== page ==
The olfactory system is critical for survival, and in humans, diminished sensory capacity seen with aging, injury, or degenerative diseases compromises health and the quality of life. Olfactory sensory neurons (OSNs) are the initial site of odorant detection, and thus their survival is critical for olfactory function. While progress has been made regarding the mechanisms that mediate odorant detection in OSNs, less is known about the factors that are critical for OSN survival. Our studies demonstrate that, in addition to the rapid signaling for odor detection, sensory stimulation induces long-term responses that may support neuronal survival. Our recent data suggest that odorant detection and sensory stimulation-driven survival proceed by parallel pathways. Furthermore, we found that sensory stimulation evokes cellular stress, which is exacerbated when sensory stimulation-activated pathways are inhibited. Our overall hypothesis is that sensory stimulation activates multiple signal transduction cascades in parallel to those that serve stimulus detection to promote neuronal survival and to respond to activity-induced cellular stress. Loss of these responses to sensory stimulation exacerbates activity- related stress, leading to progressive cell damage and ultimately neuronal death. The overall goal of this proposal is to delineate the signal transduction pathways that mediate sensory stimulation driven survival and stress responses. We employ molecular and cell biological approaches using in vitro and in vivo models to investigate testable hypotheses.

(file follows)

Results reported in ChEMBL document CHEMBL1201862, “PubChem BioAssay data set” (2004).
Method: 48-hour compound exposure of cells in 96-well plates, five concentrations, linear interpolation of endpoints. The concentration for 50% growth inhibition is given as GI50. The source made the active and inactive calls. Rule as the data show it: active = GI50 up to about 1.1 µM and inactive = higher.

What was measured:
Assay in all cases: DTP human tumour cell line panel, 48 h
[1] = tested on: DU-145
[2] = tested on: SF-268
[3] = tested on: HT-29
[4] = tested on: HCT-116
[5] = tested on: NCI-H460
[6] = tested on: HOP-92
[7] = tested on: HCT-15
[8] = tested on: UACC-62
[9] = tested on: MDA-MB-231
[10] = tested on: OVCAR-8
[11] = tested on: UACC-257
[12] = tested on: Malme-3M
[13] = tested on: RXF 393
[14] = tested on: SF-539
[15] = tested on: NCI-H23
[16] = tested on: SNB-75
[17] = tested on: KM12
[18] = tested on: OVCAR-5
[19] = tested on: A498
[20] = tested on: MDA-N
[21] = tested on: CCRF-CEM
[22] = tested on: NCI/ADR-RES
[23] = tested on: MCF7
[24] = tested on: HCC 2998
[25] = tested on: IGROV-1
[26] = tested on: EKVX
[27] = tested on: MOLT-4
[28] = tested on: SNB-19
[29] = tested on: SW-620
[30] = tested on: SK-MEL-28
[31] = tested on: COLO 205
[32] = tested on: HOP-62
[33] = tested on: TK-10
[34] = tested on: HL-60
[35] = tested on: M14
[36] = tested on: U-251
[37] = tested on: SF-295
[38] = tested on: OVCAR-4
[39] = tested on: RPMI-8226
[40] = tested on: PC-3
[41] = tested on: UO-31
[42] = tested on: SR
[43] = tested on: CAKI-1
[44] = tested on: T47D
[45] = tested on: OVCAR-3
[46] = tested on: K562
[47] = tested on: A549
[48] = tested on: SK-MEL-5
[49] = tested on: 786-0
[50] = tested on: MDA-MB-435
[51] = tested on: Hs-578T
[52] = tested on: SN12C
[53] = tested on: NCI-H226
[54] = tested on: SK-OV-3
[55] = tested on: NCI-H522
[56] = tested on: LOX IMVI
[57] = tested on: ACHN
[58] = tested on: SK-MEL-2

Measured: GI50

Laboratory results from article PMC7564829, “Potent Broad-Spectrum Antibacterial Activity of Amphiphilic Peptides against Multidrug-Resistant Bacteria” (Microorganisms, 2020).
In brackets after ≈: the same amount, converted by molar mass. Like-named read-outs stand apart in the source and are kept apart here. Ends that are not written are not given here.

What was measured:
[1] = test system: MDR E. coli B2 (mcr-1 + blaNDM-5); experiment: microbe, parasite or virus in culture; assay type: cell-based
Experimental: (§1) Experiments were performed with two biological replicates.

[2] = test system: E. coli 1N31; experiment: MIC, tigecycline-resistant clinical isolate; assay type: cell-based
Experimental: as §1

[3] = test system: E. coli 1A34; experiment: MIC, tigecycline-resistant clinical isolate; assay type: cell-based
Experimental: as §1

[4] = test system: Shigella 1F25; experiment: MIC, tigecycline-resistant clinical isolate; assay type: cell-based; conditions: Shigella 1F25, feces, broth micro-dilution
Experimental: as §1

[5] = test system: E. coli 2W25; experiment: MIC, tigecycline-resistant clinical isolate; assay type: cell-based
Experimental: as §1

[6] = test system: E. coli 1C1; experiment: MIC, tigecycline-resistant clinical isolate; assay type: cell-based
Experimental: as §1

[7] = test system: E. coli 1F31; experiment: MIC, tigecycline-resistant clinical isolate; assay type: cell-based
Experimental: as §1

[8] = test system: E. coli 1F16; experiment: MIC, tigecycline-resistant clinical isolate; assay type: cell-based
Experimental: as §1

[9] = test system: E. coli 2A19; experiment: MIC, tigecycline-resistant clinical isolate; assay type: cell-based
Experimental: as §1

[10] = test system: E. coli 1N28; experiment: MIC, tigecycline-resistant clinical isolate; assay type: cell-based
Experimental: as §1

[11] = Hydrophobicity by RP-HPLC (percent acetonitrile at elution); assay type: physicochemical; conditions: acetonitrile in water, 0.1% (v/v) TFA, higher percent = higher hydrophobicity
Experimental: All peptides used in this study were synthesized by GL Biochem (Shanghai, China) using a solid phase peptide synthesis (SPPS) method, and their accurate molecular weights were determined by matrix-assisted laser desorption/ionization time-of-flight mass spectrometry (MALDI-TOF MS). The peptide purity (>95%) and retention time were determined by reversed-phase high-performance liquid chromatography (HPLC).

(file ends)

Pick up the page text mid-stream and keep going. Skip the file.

Aim 1 will utilize in vitro cultures, in vivo sensory stimulation and deprivation models, and biochemical and genetic approaches to delineate the mechanisms of the MEK/Erk and PI3K/Akt signaling pathways that contribute to sensory stimulus-dependent OSN survival.
Aim 2 will use these models to study the divergence of odorant detection pathways and activity-dependent OSN survival.
Aim 3 will utilize in vitro and in vivo models of sensory stimulation and deprivation, and biochemical and genetic approaches to study the effects of sensory-induced stress on OSN survival and the pathways that are involved. The rationale for these studies is that understanding the factors that regulate the survival of OSNs is essential for strategies aimed at preserving olfactory function. These findings have the potential to provide a basis for the development of therapeutic strategies to rescue neurons from death in response to injury and thus preserve olfactory function.
The olfactory system is critical for survival, and in humans, diminished sensory capacity of seen with aging, injury, or degenerative diseases compromises health. Olfactory sensory neurons (OSNs) serve as the initial site of olfactory signaling, and thus their survival is critical for preserving olfactory function. Our studies evaluate the roles that sensory input and activity play in the survival of these neurons. These findings may have the potential to provide a basis for the development of therapeutic strategies to rescue neurons from death in response to injury and thus preserve olfactory function.